Loveless marriage. That usually spells T-R-O-U-B-L-E. Edna and her husband Leonce usually live in New Orleans, but maybe this vacation to the Grand Isle will shake things up a bit.
The more time Edna spends with the liberal Creole people on Grand Isle, the more she becomes aware of her (non-existent) feelings for her husband. Sure she feels fond of him, but she also feels irritated with his authoritative manner. Enter Robert Lebrun. Edna and Robert fall in love with each other as Edna's husband continues being dominating and oblivious.
Edna and Robert start having a really good time together, but Robert backs off. He realizes his feelings for Edna are getting out of control, so he runs off to Mexico. Meanwhile, back in New Orleans, Edna becomes increasingly independent. She stops listening to her husband, moves into her own house, and starts an affair. (But she still loves Robert.)
Back in New Orleans, Edna begins to increasingly assert herself. She spends her time painting instead of housekeeping, and she stops making social calls. She makes plans to move out of her husband's house. This is Edna at her pinnacle of self-fulfillment. Edna also starts an affair with Alcee Arobin and experiences sexual pleasure for the first time.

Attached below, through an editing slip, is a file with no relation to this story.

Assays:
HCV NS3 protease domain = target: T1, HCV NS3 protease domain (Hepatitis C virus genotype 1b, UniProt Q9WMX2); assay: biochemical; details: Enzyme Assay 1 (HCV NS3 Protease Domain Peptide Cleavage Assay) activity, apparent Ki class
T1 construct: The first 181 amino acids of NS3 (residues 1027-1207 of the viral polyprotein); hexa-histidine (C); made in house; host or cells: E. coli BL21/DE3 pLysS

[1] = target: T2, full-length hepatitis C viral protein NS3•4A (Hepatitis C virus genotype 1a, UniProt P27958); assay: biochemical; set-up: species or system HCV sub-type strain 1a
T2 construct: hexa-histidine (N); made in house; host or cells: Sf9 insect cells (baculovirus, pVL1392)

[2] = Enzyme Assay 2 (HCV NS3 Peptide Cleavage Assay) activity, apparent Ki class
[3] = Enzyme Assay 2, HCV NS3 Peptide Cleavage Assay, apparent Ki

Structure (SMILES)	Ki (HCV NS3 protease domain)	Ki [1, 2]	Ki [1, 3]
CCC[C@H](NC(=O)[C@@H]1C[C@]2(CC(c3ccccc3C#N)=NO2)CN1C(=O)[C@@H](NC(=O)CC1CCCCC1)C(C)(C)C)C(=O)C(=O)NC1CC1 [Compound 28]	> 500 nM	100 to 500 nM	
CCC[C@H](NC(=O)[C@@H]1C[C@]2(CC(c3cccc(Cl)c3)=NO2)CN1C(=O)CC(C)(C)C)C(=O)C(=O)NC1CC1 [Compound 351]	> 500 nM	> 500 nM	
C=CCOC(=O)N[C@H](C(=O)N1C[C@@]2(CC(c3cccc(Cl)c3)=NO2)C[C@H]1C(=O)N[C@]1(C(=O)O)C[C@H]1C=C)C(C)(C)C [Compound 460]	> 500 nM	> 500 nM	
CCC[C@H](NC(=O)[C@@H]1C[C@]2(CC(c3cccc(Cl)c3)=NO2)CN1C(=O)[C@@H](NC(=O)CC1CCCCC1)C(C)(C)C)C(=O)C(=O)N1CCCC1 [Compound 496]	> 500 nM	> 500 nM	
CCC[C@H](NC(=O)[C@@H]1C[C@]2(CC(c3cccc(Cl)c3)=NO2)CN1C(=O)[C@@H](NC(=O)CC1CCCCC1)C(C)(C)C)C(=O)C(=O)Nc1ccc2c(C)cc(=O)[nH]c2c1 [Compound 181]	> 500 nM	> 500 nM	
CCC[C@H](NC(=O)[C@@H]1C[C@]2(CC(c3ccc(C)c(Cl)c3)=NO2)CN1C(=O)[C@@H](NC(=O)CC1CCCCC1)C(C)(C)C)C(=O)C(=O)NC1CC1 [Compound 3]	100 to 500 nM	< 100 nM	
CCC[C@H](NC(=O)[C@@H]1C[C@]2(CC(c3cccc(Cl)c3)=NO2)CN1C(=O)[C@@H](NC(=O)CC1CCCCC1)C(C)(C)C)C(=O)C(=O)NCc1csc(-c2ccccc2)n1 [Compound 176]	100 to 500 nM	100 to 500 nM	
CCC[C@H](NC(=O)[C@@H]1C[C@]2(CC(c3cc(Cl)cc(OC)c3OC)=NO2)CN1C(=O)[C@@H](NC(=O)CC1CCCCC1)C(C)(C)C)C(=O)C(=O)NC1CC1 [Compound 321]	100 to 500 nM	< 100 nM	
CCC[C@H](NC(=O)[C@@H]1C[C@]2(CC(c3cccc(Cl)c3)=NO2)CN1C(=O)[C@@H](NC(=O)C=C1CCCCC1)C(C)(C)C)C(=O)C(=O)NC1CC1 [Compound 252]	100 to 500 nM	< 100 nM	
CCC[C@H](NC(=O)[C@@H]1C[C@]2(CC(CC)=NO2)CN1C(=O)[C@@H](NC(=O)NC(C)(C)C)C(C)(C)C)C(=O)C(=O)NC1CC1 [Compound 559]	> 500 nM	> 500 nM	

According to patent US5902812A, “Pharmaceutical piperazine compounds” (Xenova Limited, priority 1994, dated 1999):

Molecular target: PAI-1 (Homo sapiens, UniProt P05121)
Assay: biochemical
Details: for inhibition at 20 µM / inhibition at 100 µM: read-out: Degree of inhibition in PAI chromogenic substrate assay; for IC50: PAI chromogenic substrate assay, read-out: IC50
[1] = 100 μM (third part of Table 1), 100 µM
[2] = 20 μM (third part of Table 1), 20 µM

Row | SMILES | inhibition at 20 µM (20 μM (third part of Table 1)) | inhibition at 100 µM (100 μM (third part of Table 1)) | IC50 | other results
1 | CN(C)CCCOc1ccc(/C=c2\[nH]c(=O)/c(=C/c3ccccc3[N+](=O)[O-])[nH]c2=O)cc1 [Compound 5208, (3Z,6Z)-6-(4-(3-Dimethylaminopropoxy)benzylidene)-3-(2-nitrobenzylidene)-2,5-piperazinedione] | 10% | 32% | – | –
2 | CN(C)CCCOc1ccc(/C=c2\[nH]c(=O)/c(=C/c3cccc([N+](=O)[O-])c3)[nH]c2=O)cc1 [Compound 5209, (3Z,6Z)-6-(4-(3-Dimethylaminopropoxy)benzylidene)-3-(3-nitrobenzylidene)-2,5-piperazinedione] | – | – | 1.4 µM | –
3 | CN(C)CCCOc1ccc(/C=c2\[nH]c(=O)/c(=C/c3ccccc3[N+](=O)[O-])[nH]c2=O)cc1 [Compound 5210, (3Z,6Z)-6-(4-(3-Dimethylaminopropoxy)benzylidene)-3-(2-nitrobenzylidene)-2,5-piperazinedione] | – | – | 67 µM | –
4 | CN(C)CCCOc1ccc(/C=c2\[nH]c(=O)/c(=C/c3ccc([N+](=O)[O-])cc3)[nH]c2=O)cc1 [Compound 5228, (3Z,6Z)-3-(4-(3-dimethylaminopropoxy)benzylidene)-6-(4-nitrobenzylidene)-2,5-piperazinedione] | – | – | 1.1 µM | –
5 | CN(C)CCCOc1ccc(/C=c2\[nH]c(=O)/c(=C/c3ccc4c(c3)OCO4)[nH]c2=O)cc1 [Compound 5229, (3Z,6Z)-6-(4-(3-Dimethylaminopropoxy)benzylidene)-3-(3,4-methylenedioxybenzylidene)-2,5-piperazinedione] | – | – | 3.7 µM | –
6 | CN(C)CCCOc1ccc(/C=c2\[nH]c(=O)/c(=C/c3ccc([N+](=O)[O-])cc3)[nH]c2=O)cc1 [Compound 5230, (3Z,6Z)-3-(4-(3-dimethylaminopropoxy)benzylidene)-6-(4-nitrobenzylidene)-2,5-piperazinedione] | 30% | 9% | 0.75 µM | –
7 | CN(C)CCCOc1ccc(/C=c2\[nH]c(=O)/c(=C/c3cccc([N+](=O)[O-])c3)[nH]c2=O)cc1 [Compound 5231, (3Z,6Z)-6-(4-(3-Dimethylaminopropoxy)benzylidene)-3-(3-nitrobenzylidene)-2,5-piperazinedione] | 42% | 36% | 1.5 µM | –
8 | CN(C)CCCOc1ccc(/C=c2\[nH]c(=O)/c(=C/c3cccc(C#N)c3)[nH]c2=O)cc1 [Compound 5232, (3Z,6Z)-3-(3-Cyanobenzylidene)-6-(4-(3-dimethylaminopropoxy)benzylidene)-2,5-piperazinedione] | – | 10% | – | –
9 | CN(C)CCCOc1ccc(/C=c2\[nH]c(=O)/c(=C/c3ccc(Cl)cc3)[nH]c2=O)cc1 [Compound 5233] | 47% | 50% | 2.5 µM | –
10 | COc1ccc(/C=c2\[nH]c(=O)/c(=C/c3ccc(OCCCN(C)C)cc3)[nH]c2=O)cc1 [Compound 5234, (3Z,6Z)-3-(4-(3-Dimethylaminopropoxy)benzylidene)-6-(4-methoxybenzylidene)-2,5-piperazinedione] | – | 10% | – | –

Robert returns from Mexico. He and Edna finally declare their love for each other. This is suspenseful because, while Edna and Robert profess their love, Robert doesn't realize is that Edna has become an independent, sexually confident woman. Will this jive with Robert's desire for marriage?
Robert mentions marriage, only to be rejected by Edna. She tells him that she isn’t property to be transferred from one man to another. However, they’re still in love with each other. Edna asks Robert to wait while she runs off to help deliver her friend’s baby, but when she returns, Robert is gone. All that’s left is a note: "Good-bye – because I love you." Edna stays awake all night feeling terribly.
Claiming that she needs to rest, Edna goes back to Grand Isle. She arrives in Grand Isle, tells her friends she’ll go for a dip before dinner, then strips down to her birthday suit and goes skinny dipping. She swims further and further out to sea and ends up drowning. This conclusion is rather inconclusive; it gives us no real hints about her motives for suicide and even leave in question whether or not Edna’s death was actually a suicide.